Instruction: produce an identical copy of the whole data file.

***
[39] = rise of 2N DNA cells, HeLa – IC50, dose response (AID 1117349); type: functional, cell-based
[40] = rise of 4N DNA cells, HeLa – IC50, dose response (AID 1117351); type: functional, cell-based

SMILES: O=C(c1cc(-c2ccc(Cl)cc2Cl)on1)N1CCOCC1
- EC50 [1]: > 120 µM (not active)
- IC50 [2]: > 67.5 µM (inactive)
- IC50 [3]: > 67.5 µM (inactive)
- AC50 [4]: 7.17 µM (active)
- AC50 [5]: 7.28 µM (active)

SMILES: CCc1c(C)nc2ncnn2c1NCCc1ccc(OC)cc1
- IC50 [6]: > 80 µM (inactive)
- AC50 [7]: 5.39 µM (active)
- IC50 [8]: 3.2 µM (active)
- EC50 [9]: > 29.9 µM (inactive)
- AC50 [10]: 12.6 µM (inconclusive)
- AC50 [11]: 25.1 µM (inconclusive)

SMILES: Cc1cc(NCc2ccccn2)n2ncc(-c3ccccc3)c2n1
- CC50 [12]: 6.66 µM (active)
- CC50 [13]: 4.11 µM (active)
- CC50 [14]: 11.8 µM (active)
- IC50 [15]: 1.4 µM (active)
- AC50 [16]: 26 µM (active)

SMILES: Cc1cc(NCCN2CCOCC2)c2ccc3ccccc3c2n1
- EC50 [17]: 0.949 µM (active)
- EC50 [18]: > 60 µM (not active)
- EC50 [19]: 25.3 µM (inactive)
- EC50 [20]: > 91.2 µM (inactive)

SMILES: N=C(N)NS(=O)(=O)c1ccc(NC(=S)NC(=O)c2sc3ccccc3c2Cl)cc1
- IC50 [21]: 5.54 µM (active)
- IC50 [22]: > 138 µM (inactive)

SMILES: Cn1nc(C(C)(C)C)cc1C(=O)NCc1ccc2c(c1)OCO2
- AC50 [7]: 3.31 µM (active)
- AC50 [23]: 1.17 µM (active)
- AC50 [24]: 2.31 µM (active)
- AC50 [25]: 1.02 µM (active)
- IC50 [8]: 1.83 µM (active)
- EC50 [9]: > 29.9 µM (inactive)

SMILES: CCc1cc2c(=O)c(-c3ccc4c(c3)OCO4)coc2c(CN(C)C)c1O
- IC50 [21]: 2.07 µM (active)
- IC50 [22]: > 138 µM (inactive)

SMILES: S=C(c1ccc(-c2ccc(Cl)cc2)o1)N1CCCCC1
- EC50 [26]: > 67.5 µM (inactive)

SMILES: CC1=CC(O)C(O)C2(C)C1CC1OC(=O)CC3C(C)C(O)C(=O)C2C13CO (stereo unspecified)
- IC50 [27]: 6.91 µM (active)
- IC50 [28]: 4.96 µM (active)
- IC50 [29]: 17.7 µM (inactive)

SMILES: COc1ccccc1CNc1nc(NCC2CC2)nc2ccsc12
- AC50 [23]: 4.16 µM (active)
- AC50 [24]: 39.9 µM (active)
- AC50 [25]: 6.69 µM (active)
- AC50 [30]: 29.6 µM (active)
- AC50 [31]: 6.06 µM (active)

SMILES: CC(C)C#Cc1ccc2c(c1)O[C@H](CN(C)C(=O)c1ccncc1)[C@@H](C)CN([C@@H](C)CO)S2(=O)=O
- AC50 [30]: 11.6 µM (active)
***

[39] = rise of 2N DNA cells, HeLa – IC50, dose response (AID 1117349); type: functional, cell-based
[40] = rise of 4N DNA cells, HeLa – IC50, dose response (AID 1117351); type: functional, cell-based

SMILES: O=C(c1cc(-c2ccc(Cl)cc2Cl)on1)N1CCOCC1
- EC50 [1]: > 120 µM (not active)
- IC50 [2]: > 67.5 µM (inactive)
- IC50 [3]: > 67.5 µM (inactive)
- AC50 [4]: 7.17 µM (active)
- AC50 [5]: 7.28 µM (active)

SMILES: CCc1c(C)nc2ncnn2c1NCCc1ccc(OC)cc1
- IC50 [6]: > 80 µM (inactive)
- AC50 [7]: 5.39 µM (active)
- IC50 [8]: 3.2 µM (active)
- EC50 [9]: > 29.9 µM (inactive)
- AC50 [10]: 12.6 µM (inconclusive)
- AC50 [11]: 25.1 µM (inconclusive)

SMILES: Cc1cc(NCc2ccccn2)n2ncc(-c3ccccc3)c2n1
- CC50 [12]: 6.66 µM (active)
- CC50 [13]: 4.11 µM (active)
- CC50 [14]: 11.8 µM (active)
- IC50 [15]: 1.4 µM (active)
- AC50 [16]: 26 µM (active)

SMILES: Cc1cc(NCCN2CCOCC2)c2ccc3ccccc3c2n1
- EC50 [17]: 0.949 µM (active)
- EC50 [18]: > 60 µM (not active)
- EC50 [19]: 25.3 µM (inactive)
- EC50 [20]: > 91.2 µM (inactive)

SMILES: N=C(N)NS(=O)(=O)c1ccc(NC(=S)NC(=O)c2sc3ccccc3c2Cl)cc1
- IC50 [21]: 5.54 µM (active)
- IC50 [22]: > 138 µM (inactive)

SMILES: Cn1nc(C(C)(C)C)cc1C(=O)NCc1ccc2c(c1)OCO2
- AC50 [7]: 3.31 µM (active)
- AC50 [23]: 1.17 µM (active)
- AC50 [24]: 2.31 µM (active)
- AC50 [25]: 1.02 µM (active)
- IC50 [8]: 1.83 µM (active)
- EC50 [9]: > 29.9 µM (inactive)

SMILES: CCc1cc2c(=O)c(-c3ccc4c(c3)OCO4)coc2c(CN(C)C)c1O
- IC50 [21]: 2.07 µM (active)
- IC50 [22]: > 138 µM (inactive)

SMILES: S=C(c1ccc(-c2ccc(Cl)cc2)o1)N1CCCCC1
- EC50 [26]: > 67.5 µM (inactive)

SMILES: CC1=CC(O)C(O)C2(C)C1CC1OC(=O)CC3C(C)C(O)C(=O)C2C13CO (stereo unspecified)
- IC50 [27]: 6.91 µM (active)
- IC50 [28]: 4.96 µM (active)
- IC50 [29]: 17.7 µM (inactive)

SMILES: COc1ccccc1CNc1nc(NCC2CC2)nc2ccsc12
- AC50 [23]: 4.16 µM (active)
- AC50 [24]: 39.9 µM (active)
- AC50 [25]: 6.69 µM (active)
- AC50 [30]: 29.6 µM (active)
- AC50 [31]: 6.06 µM (active)

SMILES: CC(C)C#Cc1ccc2c(c1)O[C@H](CN(C)C(=O)c1ccncc1)[C@@H](C)CN([C@@H](C)CO)S2(=O)=O
- AC50 [30]: 11.6 µM (active)